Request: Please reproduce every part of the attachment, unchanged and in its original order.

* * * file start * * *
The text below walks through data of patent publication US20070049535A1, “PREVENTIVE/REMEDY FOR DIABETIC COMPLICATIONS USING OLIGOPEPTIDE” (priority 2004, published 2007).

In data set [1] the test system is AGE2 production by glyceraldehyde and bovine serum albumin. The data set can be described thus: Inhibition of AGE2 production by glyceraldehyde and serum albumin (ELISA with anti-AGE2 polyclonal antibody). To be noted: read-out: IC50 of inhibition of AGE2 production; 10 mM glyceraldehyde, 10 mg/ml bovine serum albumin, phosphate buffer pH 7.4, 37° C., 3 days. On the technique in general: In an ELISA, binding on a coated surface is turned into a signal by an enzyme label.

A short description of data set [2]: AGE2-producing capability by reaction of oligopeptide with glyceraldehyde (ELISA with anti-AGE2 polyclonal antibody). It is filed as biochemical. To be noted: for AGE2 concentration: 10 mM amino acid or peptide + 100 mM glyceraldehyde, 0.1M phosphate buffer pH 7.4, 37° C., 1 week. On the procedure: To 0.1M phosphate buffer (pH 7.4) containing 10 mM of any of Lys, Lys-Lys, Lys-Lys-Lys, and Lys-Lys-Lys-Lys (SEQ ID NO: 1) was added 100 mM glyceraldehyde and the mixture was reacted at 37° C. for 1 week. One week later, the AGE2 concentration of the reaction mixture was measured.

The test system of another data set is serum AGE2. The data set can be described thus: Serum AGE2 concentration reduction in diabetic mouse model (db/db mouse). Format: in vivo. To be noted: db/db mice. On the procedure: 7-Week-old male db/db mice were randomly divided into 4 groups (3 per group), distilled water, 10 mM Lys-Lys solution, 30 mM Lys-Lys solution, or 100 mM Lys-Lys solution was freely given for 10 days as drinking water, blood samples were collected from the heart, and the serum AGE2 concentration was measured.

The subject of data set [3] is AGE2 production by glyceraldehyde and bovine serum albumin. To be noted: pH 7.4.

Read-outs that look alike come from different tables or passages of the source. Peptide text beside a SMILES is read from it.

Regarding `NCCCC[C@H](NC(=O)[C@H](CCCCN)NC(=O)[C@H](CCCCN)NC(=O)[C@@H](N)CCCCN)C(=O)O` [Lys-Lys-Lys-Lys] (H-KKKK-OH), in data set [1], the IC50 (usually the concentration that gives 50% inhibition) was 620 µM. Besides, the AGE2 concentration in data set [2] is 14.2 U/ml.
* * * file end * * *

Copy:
The text below walks through data of patent publication US20070049535A1, “PREVENTIVE/REMEDY FOR DIABETIC COMPLICATIONS USING OLIGOPEPTIDE” (priority 2004, published 2007).

In data set [1] the test system is AGE2 production by glyceraldehyde and bovine serum albumin. The data set can be described thus: Inhibition of AGE2 production by glyceraldehyde and serum albumin (ELISA with anti-AGE2 polyclonal antibody). To be noted: read-out: IC50 of inhibition of AGE2 production; 10 mM glyceraldehyde, 10 mg/ml bovine serum albumin, phosphate buffer pH 7.4, 37° C., 3 days. On the technique in general: In an ELISA, binding on a coated surface is turned into a signal by an enzyme label.

A short description of data set [2]: AGE2-producing capability by reaction of oligopeptide with glyceraldehyde (ELISA with anti-AGE2 polyclonal antibody). It is filed as biochemical. To be noted: for AGE2 concentration: 10 mM amino acid or peptide + 100 mM glyceraldehyde, 0.1M phosphate buffer pH 7.4, 37° C., 1 week. On the procedure: To 0.1M phosphate buffer (pH 7.4) containing 10 mM of any of Lys, Lys-Lys, Lys-Lys-Lys, and Lys-Lys-Lys-Lys (SEQ ID NO: 1) was added 100 mM glyceraldehyde and the mixture was reacted at 37° C. for 1 week. One week later, the AGE2 concentration of the reaction mixture was measured.

The test system of another data set is serum AGE2. The data set can be described thus: Serum AGE2 concentration reduction in diabetic mouse model (db/db mouse). Format: in vivo. To be noted: db/db mice. On the procedure: 7-Week-old male db/db mice were randomly divided into 4 groups (3 per group), distilled water, 10 mM Lys-Lys solution, 30 mM Lys-Lys solution, or 100 mM Lys-Lys solution was freely given for 10 days as drinking water, blood samples were collected from the heart, and the serum AGE2 concentration was measured.

The subject of data set [3] is AGE2 production by glyceraldehyde and bovine serum albumin. To be noted: pH 7.4.

Read-outs that look alike come from different tables or passages of the source. Peptide text beside a SMILES is read from it.

Regarding `NCCCC[C@H](NC(=O)[C@H](CCCCN)NC(=O)[C@H](CCCCN)NC(=O)[C@@H](N)CCCCN)C(=O)O` [Lys-Lys-Lys-Lys] (H-KKKK-OH), in data set [1], the IC50 (usually the concentration that gives 50% inhibition) was 620 µM. Besides, the AGE2 concentration in data set [2] is 14.2 U/ml.